Horns Blast Down the Walls

I slithered to this swivel chair by means forgotten—
the one with the flattened padding, fatigued
like a smooshed Atlas, muscles turned to jam under the
near-constant weight of my ass and my troubles—its
patterned pleather armrests, cracked and peeling in broad
strips, like elastic, translucent skin, dead shedding
from too long spent in the sun—eroded by years of my sharp
cogitating elbows, that nursed my bulging brow more often
than not, during mystical solstices of intuition and
nameless mundane mornings, when the remnant booze
steamed out of my pores through sweat-stiff denim,
as I would attempt a ritual self-resurrection, praying to a
miracle carafe of black coffee and one too many cigarettes—
the casters at its five-pronged base, like a star, still wound with
fur from at least three housedogs, old-age dead a while ago—
yet I have had a constant companion in the inanimate, as I sit
and sit, and still time creeps away in lurching tectonic slips—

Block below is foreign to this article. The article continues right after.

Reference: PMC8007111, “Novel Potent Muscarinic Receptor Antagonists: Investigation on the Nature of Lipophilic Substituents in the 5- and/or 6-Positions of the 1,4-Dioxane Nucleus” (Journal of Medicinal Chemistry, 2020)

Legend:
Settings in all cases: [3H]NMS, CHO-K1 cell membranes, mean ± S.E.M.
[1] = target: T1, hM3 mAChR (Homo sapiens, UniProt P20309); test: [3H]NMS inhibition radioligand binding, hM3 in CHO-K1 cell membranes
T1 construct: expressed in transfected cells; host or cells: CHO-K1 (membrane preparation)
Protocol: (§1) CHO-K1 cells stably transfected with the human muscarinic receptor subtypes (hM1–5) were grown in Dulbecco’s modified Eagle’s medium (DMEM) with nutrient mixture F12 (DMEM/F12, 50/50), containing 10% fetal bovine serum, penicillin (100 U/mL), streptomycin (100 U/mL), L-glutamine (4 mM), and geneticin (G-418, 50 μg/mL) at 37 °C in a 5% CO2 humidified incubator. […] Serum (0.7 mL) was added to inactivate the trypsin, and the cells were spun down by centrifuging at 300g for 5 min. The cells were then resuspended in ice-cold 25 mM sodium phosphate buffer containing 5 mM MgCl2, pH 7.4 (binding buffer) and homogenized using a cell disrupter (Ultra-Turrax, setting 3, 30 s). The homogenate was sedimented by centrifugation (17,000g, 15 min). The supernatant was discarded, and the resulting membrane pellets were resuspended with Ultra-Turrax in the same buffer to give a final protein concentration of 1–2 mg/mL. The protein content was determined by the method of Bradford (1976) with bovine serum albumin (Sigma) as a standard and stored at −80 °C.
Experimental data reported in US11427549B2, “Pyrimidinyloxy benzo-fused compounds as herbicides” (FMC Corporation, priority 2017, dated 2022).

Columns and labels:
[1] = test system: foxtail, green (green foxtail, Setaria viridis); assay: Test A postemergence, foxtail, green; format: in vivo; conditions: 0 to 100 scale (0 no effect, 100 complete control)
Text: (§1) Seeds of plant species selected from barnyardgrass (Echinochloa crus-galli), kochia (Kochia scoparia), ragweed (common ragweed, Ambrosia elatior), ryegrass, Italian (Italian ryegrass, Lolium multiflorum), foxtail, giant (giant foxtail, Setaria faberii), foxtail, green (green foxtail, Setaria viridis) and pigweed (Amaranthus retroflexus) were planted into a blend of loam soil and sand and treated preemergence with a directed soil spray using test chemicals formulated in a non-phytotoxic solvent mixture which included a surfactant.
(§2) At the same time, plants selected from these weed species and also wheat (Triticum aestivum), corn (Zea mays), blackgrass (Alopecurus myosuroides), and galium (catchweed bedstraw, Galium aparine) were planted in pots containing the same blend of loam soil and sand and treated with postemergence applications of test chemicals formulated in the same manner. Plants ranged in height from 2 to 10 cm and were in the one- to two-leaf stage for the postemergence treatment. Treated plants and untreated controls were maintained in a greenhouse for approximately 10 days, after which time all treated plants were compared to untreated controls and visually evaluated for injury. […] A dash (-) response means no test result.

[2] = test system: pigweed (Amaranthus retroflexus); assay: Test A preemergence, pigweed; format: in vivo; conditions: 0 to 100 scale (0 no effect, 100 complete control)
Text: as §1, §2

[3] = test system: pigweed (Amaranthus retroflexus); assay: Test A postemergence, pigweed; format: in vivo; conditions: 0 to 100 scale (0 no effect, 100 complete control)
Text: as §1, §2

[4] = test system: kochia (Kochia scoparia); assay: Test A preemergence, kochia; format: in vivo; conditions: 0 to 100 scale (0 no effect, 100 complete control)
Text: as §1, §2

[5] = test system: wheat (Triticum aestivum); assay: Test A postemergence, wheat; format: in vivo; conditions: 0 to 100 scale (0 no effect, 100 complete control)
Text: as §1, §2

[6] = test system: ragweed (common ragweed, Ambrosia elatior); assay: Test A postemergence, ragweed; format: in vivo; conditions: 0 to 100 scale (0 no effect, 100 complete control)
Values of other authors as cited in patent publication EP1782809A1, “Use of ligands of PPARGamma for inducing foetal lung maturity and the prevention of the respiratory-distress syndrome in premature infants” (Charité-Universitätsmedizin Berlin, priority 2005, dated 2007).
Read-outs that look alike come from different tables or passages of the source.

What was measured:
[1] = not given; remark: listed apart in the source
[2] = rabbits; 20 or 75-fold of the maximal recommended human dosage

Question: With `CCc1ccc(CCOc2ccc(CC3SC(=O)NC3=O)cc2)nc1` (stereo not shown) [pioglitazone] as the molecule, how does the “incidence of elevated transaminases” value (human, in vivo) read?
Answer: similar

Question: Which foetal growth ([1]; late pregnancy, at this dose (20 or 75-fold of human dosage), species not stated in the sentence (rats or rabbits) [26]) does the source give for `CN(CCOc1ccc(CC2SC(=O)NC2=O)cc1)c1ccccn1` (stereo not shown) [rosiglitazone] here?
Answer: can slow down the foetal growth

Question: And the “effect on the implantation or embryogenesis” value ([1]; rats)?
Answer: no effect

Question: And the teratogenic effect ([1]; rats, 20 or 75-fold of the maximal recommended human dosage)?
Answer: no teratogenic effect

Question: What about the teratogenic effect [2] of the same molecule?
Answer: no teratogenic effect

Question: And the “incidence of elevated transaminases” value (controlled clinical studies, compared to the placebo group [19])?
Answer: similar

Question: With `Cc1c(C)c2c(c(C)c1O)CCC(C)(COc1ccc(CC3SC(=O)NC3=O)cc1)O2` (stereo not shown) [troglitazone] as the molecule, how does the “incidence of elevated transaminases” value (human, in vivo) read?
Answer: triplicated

my brain gone water-mad from too long spent staring into
life’s funhouse mirrors, lost in hallucinogenic nostalgias,
and my heart is parched and porous from this unending
drought, where the only nourishment is the white-hot
bead of the eternal star above and the dust of undertowing dunes
that shift beneath all things I have shaped, swallowing whole
the hollow pumice casts of every gemmed soul who’s drifted
through me, like an instantaneous disintegrate, cascading
down the slopes of Mount Vesuvius, leaving desiccated soup bones
of my many-peopled life—the buildings, art, gardens, stories, and
music now a skeleton village of ghastly reminiscence, frozen